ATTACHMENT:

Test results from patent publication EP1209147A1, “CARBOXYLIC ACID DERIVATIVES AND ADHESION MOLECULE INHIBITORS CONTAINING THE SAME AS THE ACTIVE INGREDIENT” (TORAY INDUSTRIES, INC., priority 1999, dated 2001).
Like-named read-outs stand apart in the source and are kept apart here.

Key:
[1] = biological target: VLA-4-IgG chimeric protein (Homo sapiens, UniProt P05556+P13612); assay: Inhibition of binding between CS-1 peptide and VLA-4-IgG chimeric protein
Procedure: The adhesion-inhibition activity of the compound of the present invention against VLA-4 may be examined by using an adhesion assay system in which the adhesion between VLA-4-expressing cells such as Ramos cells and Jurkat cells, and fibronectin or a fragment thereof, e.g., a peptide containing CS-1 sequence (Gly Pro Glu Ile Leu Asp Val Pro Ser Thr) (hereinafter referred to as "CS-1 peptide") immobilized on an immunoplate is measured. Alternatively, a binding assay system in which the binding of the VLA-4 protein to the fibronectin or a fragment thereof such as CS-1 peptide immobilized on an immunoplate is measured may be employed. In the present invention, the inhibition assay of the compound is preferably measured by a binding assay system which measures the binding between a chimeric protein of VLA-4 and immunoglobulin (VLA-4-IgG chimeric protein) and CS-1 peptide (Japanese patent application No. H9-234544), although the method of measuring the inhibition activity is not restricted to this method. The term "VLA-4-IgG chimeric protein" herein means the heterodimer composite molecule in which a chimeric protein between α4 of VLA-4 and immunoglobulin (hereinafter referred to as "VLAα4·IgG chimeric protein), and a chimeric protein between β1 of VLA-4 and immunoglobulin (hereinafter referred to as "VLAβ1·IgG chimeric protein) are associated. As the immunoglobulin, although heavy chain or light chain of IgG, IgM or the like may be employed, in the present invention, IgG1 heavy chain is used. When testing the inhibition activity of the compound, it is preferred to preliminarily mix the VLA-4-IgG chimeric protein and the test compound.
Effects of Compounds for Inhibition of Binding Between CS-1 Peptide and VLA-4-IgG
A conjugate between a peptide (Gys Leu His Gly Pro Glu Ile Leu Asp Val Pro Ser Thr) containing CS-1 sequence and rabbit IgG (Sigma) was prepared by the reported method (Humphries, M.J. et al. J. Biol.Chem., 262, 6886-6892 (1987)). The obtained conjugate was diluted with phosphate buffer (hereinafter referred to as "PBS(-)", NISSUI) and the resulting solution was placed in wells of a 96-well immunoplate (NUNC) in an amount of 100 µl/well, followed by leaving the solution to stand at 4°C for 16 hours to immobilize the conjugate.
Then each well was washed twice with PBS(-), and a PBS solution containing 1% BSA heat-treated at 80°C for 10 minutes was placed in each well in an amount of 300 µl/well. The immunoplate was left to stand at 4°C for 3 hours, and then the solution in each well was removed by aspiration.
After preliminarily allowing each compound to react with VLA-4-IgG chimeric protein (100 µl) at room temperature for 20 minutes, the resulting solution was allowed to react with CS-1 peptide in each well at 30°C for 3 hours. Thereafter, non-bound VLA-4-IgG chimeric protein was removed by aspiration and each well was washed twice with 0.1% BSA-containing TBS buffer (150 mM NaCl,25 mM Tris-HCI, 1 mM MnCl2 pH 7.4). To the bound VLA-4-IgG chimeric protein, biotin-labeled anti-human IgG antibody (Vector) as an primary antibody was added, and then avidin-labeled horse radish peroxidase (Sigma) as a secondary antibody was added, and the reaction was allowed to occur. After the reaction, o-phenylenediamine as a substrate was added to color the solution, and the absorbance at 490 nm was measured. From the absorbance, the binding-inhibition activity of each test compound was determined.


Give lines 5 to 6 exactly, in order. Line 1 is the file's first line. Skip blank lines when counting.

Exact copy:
Procedure: The adhesion-inhibition activity of the compound of the present invention against VLA-4 may be examined by using an adhesion assay system in which the adhesion between VLA-4-expressing cells such as Ramos cells and Jurkat cells, and fibronectin or a fragment thereof, e.g., a peptide containing CS-1 sequence (Gly Pro Glu Ile Leu Asp Val Pro Ser Thr) (hereinafter referred to as "CS-1 peptide") immobilized on an immunoplate is measured. Alternatively, a binding assay system in which the binding of the VLA-4 protein to the fibronectin or a fragment thereof such as CS-1 peptide immobilized on an immunoplate is measured may be employed. In the present invention, the inhibition assay of the compound is preferably measured by a binding assay system which measures the binding between a chimeric protein of VLA-4 and immunoglobulin (VLA-4-IgG chimeric protein) and CS-1 peptide (Japanese patent application No. H9-234544), although the method of measuring the inhibition activity is not restricted to this method. The term "VLA-4-IgG chimeric protein" herein means the heterodimer composite molecule in which a chimeric protein between α4 of VLA-4 and immunoglobulin (hereinafter referred to as "VLAα4·IgG chimeric protein), and a chimeric protein between β1 of VLA-4 and immunoglobulin (hereinafter referred to as "VLAβ1·IgG chimeric protein) are associated. As the immunoglobulin, although heavy chain or light chain of IgG, IgM or the like may be employed, in the present invention, IgG1 heavy chain is used. When testing the inhibition activity of the compound, it is preferred to preliminarily mix the VLA-4-IgG chimeric protein and the test compound.
Effects of Compounds for Inhibition of Binding Between CS-1 Peptide and VLA-4-IgG